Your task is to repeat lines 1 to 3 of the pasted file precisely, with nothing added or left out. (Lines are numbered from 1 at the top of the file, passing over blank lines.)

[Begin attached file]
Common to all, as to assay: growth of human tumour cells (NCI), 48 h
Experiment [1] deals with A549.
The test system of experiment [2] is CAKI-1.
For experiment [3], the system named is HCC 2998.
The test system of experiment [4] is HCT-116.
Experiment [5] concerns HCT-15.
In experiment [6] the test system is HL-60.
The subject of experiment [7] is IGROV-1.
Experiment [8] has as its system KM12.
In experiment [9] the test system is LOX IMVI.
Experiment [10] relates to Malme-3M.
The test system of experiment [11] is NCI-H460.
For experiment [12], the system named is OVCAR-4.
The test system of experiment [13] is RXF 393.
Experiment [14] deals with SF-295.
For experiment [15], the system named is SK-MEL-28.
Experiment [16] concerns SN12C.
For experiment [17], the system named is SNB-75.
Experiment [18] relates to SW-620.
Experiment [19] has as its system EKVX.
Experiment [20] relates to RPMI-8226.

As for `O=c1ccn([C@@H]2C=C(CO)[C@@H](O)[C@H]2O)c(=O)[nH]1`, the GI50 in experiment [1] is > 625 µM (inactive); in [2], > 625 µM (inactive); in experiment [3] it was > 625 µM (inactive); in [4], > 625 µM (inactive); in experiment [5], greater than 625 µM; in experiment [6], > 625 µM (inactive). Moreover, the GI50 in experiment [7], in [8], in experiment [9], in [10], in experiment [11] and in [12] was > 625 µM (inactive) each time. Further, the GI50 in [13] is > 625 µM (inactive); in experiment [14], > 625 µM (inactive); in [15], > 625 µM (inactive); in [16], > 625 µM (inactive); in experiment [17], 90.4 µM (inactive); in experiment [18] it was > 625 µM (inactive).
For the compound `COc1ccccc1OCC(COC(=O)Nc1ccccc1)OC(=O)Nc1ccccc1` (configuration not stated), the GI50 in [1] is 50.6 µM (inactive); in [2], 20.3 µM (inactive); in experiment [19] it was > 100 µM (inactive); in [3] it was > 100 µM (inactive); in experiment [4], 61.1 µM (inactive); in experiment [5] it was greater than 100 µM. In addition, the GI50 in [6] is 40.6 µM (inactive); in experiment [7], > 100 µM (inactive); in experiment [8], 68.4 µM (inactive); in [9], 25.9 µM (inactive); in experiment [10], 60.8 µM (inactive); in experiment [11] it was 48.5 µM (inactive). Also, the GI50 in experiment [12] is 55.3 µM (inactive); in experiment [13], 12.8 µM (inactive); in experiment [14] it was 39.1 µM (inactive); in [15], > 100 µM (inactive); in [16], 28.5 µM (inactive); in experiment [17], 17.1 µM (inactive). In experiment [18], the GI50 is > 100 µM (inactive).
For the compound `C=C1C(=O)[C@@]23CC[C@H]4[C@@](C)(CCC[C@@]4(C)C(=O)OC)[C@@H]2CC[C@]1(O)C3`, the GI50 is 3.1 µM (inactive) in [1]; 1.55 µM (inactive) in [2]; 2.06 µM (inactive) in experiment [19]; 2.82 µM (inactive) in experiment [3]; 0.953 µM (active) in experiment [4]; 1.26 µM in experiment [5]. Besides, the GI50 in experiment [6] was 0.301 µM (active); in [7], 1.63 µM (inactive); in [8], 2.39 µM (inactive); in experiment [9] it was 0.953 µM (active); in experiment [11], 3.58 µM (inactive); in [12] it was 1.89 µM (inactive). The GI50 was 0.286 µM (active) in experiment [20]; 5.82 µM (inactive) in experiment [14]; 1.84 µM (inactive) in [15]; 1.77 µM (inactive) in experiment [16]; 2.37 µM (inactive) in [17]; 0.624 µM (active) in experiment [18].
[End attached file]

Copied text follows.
Common to all, as to assay: growth of human tumour cells (NCI), 48 h
Experiment [1] deals with A549.
The test system of experiment [2] is CAKI-1.